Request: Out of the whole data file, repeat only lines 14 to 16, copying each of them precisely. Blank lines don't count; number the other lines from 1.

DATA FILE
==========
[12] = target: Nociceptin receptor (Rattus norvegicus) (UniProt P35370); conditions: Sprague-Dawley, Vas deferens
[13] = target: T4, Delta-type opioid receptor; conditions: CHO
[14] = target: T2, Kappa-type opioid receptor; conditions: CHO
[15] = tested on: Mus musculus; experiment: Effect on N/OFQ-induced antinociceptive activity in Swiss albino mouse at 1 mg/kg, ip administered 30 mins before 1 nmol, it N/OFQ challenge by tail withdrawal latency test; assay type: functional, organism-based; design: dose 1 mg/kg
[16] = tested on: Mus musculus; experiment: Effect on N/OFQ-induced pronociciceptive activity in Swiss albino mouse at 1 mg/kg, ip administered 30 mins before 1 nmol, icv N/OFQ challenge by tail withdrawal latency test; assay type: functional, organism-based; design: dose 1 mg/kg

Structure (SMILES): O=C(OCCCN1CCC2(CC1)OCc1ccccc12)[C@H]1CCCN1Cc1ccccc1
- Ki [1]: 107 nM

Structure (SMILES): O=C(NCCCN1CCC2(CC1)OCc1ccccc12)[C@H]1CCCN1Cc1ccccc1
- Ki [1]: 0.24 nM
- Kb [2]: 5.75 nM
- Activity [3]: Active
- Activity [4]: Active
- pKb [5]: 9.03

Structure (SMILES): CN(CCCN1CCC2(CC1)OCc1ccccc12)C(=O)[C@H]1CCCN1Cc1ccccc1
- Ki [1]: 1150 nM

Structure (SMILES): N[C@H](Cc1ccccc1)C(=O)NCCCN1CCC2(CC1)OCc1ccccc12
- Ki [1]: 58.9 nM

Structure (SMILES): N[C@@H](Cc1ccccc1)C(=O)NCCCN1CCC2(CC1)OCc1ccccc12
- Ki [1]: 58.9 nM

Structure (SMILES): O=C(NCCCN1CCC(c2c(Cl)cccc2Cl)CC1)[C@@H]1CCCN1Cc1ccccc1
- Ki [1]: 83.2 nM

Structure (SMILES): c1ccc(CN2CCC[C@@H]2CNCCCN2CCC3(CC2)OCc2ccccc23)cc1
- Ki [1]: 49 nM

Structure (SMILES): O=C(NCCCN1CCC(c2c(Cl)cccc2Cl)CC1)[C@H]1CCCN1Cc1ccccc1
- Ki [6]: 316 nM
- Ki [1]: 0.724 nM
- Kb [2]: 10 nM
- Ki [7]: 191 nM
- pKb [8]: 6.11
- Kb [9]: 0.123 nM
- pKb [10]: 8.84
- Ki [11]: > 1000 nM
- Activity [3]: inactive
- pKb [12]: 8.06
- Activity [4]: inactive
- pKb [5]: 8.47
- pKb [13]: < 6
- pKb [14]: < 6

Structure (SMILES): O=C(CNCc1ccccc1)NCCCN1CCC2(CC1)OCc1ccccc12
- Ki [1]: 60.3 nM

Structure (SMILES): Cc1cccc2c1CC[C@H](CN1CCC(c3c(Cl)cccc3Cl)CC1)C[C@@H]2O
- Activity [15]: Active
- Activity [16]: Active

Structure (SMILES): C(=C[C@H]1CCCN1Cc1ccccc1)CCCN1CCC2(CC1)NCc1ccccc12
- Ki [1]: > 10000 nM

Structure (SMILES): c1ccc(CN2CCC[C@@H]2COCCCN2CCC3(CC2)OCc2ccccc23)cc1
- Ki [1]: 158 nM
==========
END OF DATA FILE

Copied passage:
Structure (SMILES): CN(CCCN1CCC2(CC1)OCc1ccccc12)C(=O)[C@H]1CCCN1Cc1ccccc1
- Ki [1]: 1150 nM

Structure (SMILES): N[C@H](Cc1ccccc1)C(=O)NCCCN1CCC2(CC1)OCc1ccccc12